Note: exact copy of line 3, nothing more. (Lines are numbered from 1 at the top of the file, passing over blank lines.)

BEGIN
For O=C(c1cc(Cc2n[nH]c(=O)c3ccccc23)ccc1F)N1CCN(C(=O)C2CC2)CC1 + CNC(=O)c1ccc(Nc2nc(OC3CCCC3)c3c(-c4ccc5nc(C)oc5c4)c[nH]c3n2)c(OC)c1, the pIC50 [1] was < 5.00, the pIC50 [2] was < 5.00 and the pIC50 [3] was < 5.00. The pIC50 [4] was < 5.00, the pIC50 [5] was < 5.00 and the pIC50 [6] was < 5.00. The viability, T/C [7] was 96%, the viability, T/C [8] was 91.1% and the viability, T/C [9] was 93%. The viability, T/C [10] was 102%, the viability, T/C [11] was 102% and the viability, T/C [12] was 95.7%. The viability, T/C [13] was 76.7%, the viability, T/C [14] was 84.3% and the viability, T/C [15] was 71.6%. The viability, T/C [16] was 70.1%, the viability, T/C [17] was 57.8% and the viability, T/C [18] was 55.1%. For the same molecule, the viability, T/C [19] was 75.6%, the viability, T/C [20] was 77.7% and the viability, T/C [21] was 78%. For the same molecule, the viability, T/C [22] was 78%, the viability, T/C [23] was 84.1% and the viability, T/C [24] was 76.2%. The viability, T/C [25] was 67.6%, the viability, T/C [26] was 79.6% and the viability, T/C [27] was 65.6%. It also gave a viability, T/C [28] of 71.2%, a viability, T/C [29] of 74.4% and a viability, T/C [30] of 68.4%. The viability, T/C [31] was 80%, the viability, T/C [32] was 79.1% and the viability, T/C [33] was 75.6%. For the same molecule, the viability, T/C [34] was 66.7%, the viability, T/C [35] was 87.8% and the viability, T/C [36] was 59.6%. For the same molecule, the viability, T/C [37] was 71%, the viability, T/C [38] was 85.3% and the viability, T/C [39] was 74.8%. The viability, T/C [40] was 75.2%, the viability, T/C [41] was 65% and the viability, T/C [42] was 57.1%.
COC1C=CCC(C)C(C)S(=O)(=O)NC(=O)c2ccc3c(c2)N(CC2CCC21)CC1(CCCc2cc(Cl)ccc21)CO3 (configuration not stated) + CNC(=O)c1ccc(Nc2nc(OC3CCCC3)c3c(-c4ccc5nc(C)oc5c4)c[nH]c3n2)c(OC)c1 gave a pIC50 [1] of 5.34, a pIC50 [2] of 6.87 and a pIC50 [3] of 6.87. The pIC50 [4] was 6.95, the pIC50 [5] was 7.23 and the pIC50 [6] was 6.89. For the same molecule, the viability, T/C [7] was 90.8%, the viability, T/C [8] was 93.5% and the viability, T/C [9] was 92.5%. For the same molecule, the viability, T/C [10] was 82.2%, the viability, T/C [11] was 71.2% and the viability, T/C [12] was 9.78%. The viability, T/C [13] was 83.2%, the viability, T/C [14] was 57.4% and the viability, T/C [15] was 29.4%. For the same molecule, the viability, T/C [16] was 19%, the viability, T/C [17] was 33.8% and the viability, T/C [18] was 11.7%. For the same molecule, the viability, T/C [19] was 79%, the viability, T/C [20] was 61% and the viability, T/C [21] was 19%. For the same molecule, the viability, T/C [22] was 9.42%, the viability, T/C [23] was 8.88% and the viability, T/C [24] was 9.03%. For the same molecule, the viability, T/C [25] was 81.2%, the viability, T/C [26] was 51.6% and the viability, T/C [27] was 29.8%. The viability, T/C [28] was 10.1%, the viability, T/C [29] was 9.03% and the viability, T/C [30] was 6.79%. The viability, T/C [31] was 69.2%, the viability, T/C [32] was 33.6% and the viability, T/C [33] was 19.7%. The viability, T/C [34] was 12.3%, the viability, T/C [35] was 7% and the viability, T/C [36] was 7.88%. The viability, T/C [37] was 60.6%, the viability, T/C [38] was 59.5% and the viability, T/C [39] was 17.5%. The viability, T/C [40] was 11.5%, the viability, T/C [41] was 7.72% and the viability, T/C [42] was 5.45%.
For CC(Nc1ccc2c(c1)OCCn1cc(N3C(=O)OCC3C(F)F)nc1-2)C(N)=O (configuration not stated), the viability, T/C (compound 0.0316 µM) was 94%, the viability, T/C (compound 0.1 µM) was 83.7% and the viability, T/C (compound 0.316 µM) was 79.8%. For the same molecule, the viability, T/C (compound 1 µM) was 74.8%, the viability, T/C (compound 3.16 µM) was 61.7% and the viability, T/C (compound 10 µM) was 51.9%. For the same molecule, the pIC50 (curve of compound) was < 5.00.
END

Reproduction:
For CC(Nc1ccc2c(c1)OCCn1cc(N3C(=O)OCC3C(F)F)nc1-2)C(N)=O (configuration not stated), the viability, T/C (compound 0.0316 µM) was 94%, the viability, T/C (compound 0.1 µM) was 83.7% and the viability, T/C (compound 0.316 µM) was 79.8%. For the same molecule, the viability, T/C (compound 1 µM) was 74.8%, the viability, T/C (compound 3.16 µM) was 61.7% and the viability, T/C (compound 10 µM) was 51.9%. For the same molecule, the pIC50 (curve of compound) was < 5.00.